I started 80 as well and ended up having a really fun dialogue with my brother on whether the specific chess pieces could represent players in the film. I don't think that we could completely tie them together, but I did find it interesting that the viewer only sees Death capture two of the knight's pieces and both of those pieces CAN be tied directly to the plot.
First we see Death capture Block's rook, or "knight" in the field of milk and strawberries. The Rook is an obvious avatar for Block, and when Death captures that piece we get the sense that Death is trying to show that Block cannot escape him. It's a fun scene because Block has for the first time in the film achieved a sense of inner peace and contentment, spurred on by his nostalgia and the idyllic family of Joff, Mia and Michael. Indeed, when his knight is captured Block laughs because he's tricked Death into a trap whereby he has him in check. In a sense, he's checked his own fear of dying by reveling in memories of his youthful love. Only when Death intimates that he's also after Michael does Block lose this peace, and succumb again to tortured despair.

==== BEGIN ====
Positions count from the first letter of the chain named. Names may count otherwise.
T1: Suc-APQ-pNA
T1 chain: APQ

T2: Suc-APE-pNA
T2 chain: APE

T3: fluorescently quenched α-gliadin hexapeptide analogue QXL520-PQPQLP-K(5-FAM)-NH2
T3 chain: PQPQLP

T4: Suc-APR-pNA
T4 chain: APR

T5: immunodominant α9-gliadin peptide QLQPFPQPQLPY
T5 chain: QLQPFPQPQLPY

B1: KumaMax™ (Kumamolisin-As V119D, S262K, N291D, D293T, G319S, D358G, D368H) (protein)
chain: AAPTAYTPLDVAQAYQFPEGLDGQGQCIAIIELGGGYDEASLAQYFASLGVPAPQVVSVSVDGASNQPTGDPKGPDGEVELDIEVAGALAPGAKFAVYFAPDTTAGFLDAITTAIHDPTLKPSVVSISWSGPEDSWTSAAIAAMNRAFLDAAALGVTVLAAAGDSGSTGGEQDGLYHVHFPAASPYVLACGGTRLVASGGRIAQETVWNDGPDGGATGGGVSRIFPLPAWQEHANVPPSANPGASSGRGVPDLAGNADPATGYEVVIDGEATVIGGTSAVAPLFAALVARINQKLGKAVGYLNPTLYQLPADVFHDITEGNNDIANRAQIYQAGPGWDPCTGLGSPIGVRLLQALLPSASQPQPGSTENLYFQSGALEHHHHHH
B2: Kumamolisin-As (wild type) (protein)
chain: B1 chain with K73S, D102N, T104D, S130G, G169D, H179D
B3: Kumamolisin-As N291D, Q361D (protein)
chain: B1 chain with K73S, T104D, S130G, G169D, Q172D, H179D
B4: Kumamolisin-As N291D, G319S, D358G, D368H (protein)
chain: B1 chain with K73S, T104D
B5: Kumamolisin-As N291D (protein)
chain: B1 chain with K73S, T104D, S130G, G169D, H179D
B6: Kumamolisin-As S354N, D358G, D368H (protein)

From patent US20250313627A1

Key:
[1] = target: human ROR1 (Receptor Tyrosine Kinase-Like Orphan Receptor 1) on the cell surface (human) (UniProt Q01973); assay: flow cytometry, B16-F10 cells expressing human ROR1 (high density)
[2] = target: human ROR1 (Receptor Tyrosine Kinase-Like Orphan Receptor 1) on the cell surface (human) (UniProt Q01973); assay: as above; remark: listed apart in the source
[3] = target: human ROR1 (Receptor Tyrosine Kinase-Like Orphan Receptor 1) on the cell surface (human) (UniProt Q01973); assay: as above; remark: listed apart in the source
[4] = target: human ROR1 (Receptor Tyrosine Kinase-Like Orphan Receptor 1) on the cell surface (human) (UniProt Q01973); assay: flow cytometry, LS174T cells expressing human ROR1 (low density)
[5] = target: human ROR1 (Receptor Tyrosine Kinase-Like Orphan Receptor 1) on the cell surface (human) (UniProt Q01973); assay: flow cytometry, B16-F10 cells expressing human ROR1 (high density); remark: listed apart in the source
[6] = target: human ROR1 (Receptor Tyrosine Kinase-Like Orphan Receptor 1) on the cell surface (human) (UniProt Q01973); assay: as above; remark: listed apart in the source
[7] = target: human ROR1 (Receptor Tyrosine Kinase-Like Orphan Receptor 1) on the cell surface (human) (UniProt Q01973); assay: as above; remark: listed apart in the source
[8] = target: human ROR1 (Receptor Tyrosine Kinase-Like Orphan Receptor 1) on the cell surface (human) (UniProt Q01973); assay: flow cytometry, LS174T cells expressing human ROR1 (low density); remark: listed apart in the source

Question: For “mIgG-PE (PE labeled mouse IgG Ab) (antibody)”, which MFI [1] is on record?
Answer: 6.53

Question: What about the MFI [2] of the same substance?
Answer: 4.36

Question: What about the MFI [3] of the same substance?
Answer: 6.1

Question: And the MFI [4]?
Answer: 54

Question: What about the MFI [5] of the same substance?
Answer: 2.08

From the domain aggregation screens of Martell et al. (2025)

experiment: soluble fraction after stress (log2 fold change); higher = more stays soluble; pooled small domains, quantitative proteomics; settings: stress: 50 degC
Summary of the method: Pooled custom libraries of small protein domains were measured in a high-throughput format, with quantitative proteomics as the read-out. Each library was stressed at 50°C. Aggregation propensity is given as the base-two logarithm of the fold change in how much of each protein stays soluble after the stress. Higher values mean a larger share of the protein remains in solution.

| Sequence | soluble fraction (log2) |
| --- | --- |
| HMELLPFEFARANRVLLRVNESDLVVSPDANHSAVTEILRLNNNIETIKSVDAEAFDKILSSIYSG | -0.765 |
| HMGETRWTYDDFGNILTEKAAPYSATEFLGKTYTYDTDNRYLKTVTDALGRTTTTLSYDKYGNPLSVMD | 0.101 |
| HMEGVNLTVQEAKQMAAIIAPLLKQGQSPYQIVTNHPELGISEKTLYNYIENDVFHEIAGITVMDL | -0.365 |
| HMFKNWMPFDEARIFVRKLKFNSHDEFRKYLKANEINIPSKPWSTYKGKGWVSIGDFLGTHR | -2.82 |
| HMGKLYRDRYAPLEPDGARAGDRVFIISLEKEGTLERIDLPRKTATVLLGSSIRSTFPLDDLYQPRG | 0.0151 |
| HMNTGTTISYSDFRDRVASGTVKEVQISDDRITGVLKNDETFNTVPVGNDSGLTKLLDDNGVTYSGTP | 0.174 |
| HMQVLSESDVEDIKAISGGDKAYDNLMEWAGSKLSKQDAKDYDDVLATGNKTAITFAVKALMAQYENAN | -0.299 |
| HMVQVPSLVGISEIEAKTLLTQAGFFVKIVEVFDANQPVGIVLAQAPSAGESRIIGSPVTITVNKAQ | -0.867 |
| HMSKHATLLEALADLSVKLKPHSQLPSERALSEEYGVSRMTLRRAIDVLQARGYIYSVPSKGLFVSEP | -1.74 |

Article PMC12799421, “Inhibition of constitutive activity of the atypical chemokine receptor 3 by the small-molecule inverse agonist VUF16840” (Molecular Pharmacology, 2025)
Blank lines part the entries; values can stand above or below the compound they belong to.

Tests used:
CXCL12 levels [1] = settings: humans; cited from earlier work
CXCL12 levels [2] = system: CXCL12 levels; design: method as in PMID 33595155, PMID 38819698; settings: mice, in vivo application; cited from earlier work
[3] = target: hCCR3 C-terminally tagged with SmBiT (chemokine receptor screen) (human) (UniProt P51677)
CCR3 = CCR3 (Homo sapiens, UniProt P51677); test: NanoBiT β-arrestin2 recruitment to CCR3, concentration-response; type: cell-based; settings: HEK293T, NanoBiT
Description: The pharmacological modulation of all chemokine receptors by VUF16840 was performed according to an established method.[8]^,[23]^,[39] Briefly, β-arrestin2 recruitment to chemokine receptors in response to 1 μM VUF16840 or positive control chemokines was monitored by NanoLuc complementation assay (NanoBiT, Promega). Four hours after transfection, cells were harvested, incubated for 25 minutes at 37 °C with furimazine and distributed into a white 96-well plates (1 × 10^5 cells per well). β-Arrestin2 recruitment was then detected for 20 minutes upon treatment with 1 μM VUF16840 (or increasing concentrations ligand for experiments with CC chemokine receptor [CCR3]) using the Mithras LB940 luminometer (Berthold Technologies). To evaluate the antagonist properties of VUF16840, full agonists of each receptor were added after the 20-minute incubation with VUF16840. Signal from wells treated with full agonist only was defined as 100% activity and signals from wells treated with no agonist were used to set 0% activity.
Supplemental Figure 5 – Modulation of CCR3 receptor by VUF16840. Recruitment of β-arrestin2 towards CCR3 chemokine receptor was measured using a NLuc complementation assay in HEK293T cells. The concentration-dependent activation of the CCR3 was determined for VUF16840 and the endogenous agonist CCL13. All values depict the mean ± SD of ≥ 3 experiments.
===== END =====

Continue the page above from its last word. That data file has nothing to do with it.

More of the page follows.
The second, and last time we see Block lose a piece to Death is probably the darkest point in the movie, both emotionally and literally. The group has just seen the witch be burned alive and Raval give up his ghost as a result of catching the plague. There is a sense, as even Jons notices, of unearthly anticipation, as if something terrible is about to happen. Death, upon appearing, immediately captures Block's queen. This part I found can be interpreted two ways. One, that Death is striking his final psychological blow against Block, and trying to show prove his inability to protect himself and his companions, or Two: Death is foreshadowing that the knight's wife, Karin, is also doomed. I'm not sure which is a better message to be honest. I like them both, and I think both add to the background sense of desperation that justifies Block's act of knocking his pieces to the ground to stall Death's inevitable victory.